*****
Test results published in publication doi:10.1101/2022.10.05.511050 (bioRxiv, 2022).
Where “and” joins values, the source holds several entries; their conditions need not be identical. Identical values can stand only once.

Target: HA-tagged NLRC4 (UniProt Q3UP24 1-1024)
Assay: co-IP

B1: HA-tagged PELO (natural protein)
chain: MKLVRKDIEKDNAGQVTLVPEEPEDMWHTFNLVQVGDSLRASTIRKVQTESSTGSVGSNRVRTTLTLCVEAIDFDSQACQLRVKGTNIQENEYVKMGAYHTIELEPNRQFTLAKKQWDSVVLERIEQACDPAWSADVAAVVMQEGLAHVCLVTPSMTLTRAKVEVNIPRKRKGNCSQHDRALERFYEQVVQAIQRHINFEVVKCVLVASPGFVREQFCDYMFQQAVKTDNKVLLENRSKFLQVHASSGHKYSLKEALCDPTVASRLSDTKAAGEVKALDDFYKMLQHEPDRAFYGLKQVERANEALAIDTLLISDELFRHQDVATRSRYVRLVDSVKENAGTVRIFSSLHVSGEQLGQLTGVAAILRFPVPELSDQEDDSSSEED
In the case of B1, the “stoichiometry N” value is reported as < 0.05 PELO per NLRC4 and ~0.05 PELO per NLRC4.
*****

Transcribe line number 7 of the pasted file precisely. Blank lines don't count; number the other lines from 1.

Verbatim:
In the case of B1, the “stoichiometry N” value is reported as < 0.05 PELO per NLRC4 and ~0.05 PELO per NLRC4.